New grant funding program announced for researchers
We're pleased to
announce a new grant funding program, the Peter Joseph Pappas Research Grants, designed to accelerate preeclampsia research. The ultimate goal of the grant program is to drive research that will eliminate the delivery of pre-term babies as an intervention for severe preeclampsia, HELLP syndrome, and related hypertensive disorders of pregnancy. Named for the infant son of preeclampsia survivor Lauren Pappas and her husband Clement, the program will award grants totaling up to $200,000 each year.
Investigators meeting the program's criteria are invited to
submit Letters of Intent for 2018 proposals by January 31. Letters of Intent that are of interest to the scientific review committee and the Preeclampsia Foundation's Board of Directors will then be invited to submit full applications by March 19 with award decisions rendered in early May 2018.
We did it! Thanks to your generous support, the Preeclampsia Foundation raised well over $75,000 during our 2017 year-end campaign, surpassing our goal by over $10,000. On behalf of families everywhere, thank you for your commitment to a shared vision of a world where preeclampsia no longer threatens the lives of mothers and their babies.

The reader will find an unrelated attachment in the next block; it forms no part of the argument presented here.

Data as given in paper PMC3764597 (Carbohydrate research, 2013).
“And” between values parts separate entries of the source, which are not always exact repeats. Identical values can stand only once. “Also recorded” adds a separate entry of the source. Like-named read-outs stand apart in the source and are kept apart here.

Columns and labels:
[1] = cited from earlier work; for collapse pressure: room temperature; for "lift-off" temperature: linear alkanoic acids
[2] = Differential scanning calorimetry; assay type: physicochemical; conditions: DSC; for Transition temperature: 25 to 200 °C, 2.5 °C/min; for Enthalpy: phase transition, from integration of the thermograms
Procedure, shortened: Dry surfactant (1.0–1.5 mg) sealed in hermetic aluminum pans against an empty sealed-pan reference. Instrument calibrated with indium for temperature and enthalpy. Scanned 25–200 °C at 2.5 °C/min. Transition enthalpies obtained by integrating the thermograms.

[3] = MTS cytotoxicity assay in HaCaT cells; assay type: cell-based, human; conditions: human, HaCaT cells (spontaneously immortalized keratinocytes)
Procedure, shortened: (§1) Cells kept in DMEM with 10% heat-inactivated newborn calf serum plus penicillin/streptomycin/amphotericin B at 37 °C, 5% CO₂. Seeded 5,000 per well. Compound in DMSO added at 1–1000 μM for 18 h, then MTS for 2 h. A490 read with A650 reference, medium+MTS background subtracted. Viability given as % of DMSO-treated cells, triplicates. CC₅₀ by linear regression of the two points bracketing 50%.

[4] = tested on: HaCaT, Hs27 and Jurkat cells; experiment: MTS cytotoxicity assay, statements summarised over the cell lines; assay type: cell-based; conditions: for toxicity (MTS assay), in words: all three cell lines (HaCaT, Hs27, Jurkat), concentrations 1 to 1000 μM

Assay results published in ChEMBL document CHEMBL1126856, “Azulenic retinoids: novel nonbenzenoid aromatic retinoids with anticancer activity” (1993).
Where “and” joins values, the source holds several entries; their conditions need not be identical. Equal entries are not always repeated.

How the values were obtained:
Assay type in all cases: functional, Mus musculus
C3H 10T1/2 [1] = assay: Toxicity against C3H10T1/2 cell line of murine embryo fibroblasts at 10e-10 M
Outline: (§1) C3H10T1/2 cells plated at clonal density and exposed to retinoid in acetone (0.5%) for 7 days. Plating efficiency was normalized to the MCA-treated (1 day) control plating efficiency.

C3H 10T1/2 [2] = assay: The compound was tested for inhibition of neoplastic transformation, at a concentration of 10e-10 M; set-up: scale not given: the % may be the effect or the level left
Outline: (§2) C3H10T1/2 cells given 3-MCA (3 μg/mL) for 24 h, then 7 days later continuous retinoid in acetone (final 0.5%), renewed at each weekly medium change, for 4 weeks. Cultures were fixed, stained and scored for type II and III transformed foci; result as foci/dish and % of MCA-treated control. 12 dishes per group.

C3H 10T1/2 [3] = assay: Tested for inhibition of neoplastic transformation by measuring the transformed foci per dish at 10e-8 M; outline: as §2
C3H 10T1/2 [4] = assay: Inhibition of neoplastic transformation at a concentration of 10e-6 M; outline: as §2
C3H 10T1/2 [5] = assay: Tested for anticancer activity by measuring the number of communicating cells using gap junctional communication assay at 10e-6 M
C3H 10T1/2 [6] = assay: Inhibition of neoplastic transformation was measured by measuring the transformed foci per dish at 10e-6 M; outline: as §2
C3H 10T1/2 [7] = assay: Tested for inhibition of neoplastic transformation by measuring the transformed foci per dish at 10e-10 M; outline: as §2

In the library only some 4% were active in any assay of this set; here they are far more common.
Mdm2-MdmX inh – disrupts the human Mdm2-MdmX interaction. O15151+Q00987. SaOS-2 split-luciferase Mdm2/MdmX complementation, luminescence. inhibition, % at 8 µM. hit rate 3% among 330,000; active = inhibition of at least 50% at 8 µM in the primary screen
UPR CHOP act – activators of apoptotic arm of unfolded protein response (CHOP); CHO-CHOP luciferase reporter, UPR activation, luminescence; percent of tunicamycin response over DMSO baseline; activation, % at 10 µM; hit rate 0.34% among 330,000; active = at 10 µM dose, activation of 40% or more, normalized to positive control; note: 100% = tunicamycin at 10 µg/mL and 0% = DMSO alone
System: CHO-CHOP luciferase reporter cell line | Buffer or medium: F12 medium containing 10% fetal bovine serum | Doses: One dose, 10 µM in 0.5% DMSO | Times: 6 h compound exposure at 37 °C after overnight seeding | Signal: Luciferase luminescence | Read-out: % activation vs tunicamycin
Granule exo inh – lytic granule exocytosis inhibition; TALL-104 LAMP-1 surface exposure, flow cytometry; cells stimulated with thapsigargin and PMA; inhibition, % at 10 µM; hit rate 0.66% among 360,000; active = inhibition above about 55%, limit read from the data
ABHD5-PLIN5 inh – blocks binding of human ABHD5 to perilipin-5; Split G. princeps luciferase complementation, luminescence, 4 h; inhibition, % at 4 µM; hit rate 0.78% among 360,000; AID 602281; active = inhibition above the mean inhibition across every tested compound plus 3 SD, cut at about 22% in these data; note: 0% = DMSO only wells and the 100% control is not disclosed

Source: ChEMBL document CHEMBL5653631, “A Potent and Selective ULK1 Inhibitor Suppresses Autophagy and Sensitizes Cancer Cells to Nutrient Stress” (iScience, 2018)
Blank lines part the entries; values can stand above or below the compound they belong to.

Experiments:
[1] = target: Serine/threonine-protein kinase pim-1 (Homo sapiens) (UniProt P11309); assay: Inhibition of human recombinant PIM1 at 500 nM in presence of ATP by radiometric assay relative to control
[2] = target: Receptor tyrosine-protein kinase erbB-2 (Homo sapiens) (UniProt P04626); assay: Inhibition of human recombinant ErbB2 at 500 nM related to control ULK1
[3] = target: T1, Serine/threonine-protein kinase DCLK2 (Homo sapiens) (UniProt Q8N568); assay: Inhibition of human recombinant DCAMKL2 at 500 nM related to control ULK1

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When defying your doctor's office is the right thing to do
When Amber's complaints of unrelenting pain were dismissed by her doctor's receptionist, she didn't take no for an answer and insisted on being seen. A short time later, Amber was diagnosed with HELLP syndrome and rushed to surgery fo an emergency C-section. Amber knows only too well how important it is to trust your instincts.
She's sharing her story to show you just how important.
It all began around 31 weeks...
I couldn't move, I had pains that I (still to this day) cannot describe. I told my husband on numerous occasions that, "I think I'm dying." It just had to be how you feel when you're pregnant and 31 weeks, right?
Fast forward four weeks (and after at least three separate trips to my OB/GYN because of pain), when I finally called and said "I have to come in today!" The receptionist called my bluff and said, "You were here on Monday and the doctor said you are fine. Why don't you go home and relax and see how you feel later today?" My reply, "I don't care who I see, I'll come see you, but I will come in today!" She told me to come in at noon to see the nurse practitioner.